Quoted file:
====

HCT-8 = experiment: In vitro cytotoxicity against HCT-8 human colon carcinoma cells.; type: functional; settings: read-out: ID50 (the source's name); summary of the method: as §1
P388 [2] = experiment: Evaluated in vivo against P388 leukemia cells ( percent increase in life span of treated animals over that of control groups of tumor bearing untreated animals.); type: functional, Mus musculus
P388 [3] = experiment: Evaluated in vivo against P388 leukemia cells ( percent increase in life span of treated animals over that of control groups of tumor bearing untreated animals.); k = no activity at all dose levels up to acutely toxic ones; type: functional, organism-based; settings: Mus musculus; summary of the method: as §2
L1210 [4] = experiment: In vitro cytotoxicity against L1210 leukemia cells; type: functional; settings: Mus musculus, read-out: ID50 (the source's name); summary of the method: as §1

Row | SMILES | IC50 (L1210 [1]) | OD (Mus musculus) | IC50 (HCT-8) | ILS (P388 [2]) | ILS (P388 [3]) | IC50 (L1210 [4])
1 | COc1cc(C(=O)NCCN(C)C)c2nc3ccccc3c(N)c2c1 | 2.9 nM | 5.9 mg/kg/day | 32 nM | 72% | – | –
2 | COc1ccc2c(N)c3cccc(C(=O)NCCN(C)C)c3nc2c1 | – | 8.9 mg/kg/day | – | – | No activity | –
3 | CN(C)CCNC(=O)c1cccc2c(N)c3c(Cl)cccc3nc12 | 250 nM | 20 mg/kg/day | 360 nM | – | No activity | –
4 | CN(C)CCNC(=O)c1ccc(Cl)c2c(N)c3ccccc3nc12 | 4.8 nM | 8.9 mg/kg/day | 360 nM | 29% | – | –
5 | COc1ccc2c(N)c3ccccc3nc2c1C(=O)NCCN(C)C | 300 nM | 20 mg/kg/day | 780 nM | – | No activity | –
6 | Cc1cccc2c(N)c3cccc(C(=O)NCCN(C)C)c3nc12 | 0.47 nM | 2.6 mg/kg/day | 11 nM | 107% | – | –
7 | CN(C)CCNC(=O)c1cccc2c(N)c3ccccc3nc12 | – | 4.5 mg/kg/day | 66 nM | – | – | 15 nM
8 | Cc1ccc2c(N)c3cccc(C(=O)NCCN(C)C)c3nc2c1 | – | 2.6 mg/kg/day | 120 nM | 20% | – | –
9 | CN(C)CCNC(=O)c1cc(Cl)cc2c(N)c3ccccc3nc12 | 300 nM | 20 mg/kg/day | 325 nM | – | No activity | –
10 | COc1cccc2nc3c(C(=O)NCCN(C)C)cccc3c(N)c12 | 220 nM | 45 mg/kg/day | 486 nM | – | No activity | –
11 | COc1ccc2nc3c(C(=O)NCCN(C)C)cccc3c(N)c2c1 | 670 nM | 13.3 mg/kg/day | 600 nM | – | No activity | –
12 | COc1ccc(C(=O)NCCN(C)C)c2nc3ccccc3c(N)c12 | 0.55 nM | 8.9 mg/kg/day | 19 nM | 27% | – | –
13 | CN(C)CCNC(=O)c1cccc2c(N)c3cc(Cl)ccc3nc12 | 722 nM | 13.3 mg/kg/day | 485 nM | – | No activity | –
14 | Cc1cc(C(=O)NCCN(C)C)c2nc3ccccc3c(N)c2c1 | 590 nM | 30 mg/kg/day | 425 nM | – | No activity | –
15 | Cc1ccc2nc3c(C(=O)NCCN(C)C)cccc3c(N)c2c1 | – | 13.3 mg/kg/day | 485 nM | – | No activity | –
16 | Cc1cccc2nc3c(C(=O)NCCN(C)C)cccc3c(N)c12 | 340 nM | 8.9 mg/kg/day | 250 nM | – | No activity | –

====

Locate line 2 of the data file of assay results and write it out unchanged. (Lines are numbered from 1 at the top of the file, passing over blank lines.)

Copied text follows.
P388 [2] = experiment: Evaluated in vivo against P388 leukemia cells ( percent increase in life span of treated animals over that of control groups of tumor bearing untreated animals.); type: functional, Mus musculus